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Summary

Bernard Cornwell's brilliant novel, reissued for fans to find out the story behind the stones. This is the tale of three brothers and of their rivalry that created this great temple.

One summer's day, a dying stranger carrying great wealth in gold comes to the settlement of Ratharryn. The three sons of Ratharryn's chief each perceive the great gift in a different way. The eldest, Lengar, the warrior, harnesses his murderous ambition to be a ruler and take great power for his tribe.

Camaban becomes a great visionary and feared wise man, and it is his vision that will force the youngest brother, Saban, to create the great temple on the green hill where the gods will appear on Earth. Saban' s love for Aurenna, the sun bride whose destiny is to die for the gods, finally brings the rivalries of the brothers to a head. But it is also his skills that will build the vast temple, a place for the gods, certainly, but also a place that will confirm for ever the supreme power of the tribe that built it.

Stonehenge is first and foremost a great historical novel. Bernard Cornwell is well known and admired for the realism and imagination with which he brings earlier worlds to life. And here he uses all these skills to recreate the world of primitive Britain and to solve the mysteries of who built Stonehenge, how, and why.

"A circle of chalk, a ring of stone, and a house of arches to call the far gods home."

©1999 Bernard Cornwell (P)2014 HarperCollins Publishers Limited

Critic reviews

"An epic story told with a master's skill. Bernard Cornwell now burrows into prehistory to suggest an answer to the puzzle of why and by whom Stonehenge was built. The result is an epic story told with a master's skill, presenting powerful personalities, high dramas and terrific climaxes with colour and pace." ( TLS)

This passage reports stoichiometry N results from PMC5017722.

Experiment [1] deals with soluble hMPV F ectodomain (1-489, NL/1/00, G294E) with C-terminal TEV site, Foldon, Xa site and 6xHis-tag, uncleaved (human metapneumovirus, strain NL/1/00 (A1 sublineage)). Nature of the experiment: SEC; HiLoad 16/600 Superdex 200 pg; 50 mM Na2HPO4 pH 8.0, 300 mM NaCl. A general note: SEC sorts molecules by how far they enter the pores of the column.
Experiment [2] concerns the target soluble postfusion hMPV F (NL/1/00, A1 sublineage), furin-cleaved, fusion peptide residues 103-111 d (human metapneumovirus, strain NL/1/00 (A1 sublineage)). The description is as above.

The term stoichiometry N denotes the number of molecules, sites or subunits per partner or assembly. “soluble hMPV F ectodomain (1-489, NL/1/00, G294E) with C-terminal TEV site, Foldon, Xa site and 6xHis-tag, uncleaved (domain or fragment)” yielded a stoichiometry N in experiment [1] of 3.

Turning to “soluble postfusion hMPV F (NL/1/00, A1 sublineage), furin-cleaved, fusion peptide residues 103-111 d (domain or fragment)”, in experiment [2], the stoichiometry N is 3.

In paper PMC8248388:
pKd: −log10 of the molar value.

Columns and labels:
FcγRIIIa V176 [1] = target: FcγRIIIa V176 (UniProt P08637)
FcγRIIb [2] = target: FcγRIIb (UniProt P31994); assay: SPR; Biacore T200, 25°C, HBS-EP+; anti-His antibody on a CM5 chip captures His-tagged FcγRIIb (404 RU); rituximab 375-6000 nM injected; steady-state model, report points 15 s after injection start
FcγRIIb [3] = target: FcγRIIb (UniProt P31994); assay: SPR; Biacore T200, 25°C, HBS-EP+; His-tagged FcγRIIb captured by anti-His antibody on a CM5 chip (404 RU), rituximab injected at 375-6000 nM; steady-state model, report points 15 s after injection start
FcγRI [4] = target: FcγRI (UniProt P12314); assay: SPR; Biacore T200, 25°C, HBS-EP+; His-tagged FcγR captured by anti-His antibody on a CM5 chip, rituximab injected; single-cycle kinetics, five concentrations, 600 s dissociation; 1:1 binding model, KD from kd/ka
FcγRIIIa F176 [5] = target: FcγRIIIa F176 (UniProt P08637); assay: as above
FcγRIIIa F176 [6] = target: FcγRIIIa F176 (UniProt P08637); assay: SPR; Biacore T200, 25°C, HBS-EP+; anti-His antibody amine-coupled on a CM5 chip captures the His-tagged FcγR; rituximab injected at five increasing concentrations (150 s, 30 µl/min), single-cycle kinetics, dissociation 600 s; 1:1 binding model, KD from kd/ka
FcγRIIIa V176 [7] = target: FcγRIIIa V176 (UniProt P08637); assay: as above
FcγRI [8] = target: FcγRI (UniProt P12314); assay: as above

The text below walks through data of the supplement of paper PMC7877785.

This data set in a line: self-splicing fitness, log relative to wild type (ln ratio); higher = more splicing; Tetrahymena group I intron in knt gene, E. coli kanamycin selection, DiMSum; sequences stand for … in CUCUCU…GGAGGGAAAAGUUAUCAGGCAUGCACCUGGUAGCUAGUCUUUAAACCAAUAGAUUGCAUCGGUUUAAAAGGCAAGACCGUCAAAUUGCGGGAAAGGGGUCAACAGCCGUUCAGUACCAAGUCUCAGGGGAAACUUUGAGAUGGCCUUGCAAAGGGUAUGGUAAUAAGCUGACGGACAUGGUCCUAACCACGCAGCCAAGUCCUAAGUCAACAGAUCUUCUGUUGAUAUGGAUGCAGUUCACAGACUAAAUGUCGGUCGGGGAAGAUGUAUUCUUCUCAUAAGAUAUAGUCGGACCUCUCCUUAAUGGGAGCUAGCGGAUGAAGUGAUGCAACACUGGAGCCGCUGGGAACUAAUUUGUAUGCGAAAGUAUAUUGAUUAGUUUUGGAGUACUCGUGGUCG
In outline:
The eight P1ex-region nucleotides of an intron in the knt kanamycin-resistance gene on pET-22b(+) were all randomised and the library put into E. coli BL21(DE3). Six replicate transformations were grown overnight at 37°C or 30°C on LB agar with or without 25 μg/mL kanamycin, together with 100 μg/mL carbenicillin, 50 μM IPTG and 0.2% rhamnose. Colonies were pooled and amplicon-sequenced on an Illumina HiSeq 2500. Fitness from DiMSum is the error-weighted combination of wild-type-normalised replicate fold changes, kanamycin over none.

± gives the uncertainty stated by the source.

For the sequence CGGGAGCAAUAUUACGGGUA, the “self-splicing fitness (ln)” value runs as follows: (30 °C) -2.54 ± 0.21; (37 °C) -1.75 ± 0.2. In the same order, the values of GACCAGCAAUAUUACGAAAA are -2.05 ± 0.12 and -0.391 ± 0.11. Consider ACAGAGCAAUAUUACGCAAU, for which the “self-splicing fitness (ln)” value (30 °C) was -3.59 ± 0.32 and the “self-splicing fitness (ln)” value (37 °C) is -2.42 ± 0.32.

"A fantastic story of intertribal rivalries, Machiavellian scheming by rival sect leaders and fierce battles over talismans" ( New York Times)

What listeners say about Stonehenge

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  • Overall
    5 out of 5 stars

Lost in time

Cornwell never fails to please he brings every page to life and Audio makes it even better

5 people found this helpful

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Bloody

An interesting story on imagined events leading up to the creation of Stonehenge, a time we have no history for.
Cornwell, as always, delivers a gripping story, although highly frustrating at times. Just glad I wasn't living during this time.
Jonathan Keeble is the story.

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Confusing use of bronze historically good story.

Enjoyable story, raising stones etc
historical use of bronze a bit early me thinks but forgivable. Very well read.

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My Favourite Bernard Cornwell Novel

A great imagined history. The characters are well rounded and believable. The narration was spot on.

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its ok

its flutters between engaging and discombobulated. its a good little story with the interconnection of various characters but I've just finished it and I'm failing to remember the ending. there are some truly addictive moments throughout but the flow is just not like most of his books.

5 people found this helpful

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Top book

Bernard cornwell at his best. He makes you think that you are in the middle of the stone and stories 😂

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love letter to the 'Old Folk'

Cant help think this is a love letter to the old folk Uthred talks so fondly off. Really enjoyed it. Mr Keble is of course brilliant.

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An enjoyable listen

Like all Bernard Cornwell books an interesting story. Enjoyable. Nicely narrated and characterisation was good. Considering the similar character names.

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Epic

marvellous read. Hustorical elements inspired . Well read by Keeble which broigjt characters to life. more please!

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A chapter or two too far

Love Bernard Cornwell books, also loved this one right up until a few chapters from end.

Seemed to be that it could’ve ended earlier and the last couple chapters appeared to be just added in to make book longer, especially as the twist turned one character on their head.

Also, how many times were those folk going to fall for the same type of back stabbing. I was screaming at book characters in disbelief that they couldn’t see what was coming.